Yes, another jasmine perfume has wriggled its way into my collection. Its a simple, drop-dead gorgeous soliflore, but only in the complicated soliflore way of Serge Lutens. Which means that while the jasmine stands center stage in À la Nuit, it has some supporting players, namely green notes (fresh) honey (sweet & slightly carnal) clove, benzoin & musk. There is that dirty indolic aspect of jasmine but Uncle Serge manages to hide it under layers of jasmine blossoms. I smell it if I bury my nose in my skin – a slightly cuminy sweaty skin note. Probably his mix of jasmine and musk, actually, as we know Uncle Serge loves him some dirty musk. Pere de Pierre’s review of Serge Lutens Muscs Koublai Khan can tell you a bit more, although, like Dane, I only got occaisonal whiffs of naughty dirty undies from MKK and was sort of disapointed. Such is the shape shifter nature of musks.
The jasmine IS indolic, as I mentioned, and I will leave the description of indolic to the brilliant Luca Turin. Don’t be discouraged, dear reader. The indoles are only part of À la Nuit. That said, you would want to try this before buying to see how you feel about them….
Excerpt from a review in the The Guide (which you NEED if you love perfume)
‘One of the many difficulties that nature has strewn in the path of perfumers is the vexed problem of indole. Indole is a small molecule made up of a hexagonal ring and a pentagonal ring fused together and nitrogen. It and its kissing cousin skatole are breakdown products of the digestion of food and are therefore found in feces. They are also found in large amounts in white flowers such as jasmine, ylang, etc possibly to attend to the eclectic tastes of pollinating insects. In the textbooks, their odor is described as, ‘fecal, floral in dilution’, which is nonsense: they smell like shit when in shit and like flowers when in flowers. By itself indole smells like ink and mothballs; skatole smells like bad teeth and that wonderful tripe sausage called andouilette. What, you ask, is the problem? If you measure the amount of indole in, say, jasmine oil and make up a synthetic mix with the same amount of the pure stuff, it will smell of mothballs whereas the natural one doesn’t. Why? Nobody knows. But that is the main reason why white-flower reconstitutions seldom have the back-of-the-throat rasp of the real thing. Perfumers put in as much indole as they dare, but usually stop short of the full dose.’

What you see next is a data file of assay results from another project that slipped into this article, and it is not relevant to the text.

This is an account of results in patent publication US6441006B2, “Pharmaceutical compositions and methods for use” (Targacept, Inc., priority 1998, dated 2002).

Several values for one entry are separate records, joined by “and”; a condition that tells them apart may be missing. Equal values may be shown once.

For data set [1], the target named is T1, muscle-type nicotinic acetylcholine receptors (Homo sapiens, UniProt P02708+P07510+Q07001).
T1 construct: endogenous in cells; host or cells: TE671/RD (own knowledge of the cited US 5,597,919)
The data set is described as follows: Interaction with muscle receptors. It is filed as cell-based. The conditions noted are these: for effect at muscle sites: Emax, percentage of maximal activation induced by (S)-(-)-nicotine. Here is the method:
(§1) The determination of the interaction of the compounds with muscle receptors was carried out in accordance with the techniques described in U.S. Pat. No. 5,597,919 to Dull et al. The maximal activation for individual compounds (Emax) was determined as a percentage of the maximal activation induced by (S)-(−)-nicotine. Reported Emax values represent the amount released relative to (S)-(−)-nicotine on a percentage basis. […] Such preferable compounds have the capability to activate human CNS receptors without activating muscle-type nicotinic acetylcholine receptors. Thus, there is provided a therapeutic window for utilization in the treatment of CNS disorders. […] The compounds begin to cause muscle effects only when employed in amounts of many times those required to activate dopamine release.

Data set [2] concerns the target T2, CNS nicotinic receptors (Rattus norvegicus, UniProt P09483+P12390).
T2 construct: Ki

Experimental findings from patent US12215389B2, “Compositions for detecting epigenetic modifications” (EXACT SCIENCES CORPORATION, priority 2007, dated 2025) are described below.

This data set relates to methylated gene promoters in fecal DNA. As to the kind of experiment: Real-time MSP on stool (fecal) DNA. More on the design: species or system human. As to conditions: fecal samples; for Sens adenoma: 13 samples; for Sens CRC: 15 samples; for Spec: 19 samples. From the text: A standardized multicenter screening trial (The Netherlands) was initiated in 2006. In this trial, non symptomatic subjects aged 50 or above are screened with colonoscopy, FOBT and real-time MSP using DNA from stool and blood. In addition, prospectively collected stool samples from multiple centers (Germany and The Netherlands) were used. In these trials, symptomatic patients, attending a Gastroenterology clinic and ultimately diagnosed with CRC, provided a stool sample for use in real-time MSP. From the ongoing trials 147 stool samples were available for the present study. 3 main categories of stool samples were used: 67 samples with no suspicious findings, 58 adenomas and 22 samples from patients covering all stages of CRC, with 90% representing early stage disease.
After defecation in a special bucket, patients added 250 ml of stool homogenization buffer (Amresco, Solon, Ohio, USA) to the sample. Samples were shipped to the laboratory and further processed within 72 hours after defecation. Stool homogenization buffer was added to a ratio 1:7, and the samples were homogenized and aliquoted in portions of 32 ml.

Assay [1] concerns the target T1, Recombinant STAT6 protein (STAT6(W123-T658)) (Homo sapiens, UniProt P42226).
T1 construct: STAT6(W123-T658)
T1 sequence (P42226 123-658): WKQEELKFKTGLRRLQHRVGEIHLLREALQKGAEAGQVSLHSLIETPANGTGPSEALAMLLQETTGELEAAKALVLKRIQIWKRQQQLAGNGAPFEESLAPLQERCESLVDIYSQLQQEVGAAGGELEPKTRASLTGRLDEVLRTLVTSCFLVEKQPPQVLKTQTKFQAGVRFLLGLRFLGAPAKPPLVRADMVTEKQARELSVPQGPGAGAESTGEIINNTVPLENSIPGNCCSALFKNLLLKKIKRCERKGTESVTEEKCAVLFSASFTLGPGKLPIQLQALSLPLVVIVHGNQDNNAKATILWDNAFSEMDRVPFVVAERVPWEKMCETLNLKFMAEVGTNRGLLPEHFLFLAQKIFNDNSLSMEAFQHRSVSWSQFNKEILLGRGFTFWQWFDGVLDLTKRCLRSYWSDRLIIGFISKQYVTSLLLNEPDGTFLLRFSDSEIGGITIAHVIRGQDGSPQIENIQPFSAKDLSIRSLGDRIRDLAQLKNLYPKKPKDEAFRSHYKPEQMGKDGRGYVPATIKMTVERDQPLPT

Excerpt from: Perfumes: The A-Z Guide, Luca Turin and Tania Sanchez, 2008. You can purchase it here or at a bookstore.
Serge Lutens À la Nuit is, in the end, a gorgeous jasmine perfume. It isn’t “soft” at first, but dries down beautifully on skin to a masterful blend of beauty. I find it is close to By Kilian Love and Tears, with Love and Tears being a little more fancy and embellished. I love them both, and which I choose to wear depends on my mood. If anything, the By Kilian is more formal, whereas À la Nuit purrs on the skin, likely thanks the Lutensian musk. It is jasmine blossoms with fresh green leaves when you first spray, and by jasmine blossoms I mean A LOT OF JASMINE BLOSSOMS. I love that phase, but in the interest of others, I’d advise one to go easy when applying or apply half an hour before leaving the house. This is a case where dabbing vs spraying could give a gentler effect. Its a languid, dreamy jasmine that is indeed, perfect for wearing at night. The sweet honey and warm resinous musky notes linger on the skin with the jasmine as the evening wears on. Why is jasmine so sexy, with all those indoles and everything? Aromatherapy says jasmine is an aphrodisiac, and is said to boost one’s libido and sexual desire. Does it? My experience has shown I “feel” sexy when wearing jasmine, so perhaps that helps? I also find that white floral perfumes almost always invite positive comments from men (and women for that matter) so that is also…something.
What do you think? Do you have a favourite perfume that makes you feel sexy? Or one that gets a positive reaction from
strangers your partner? Share!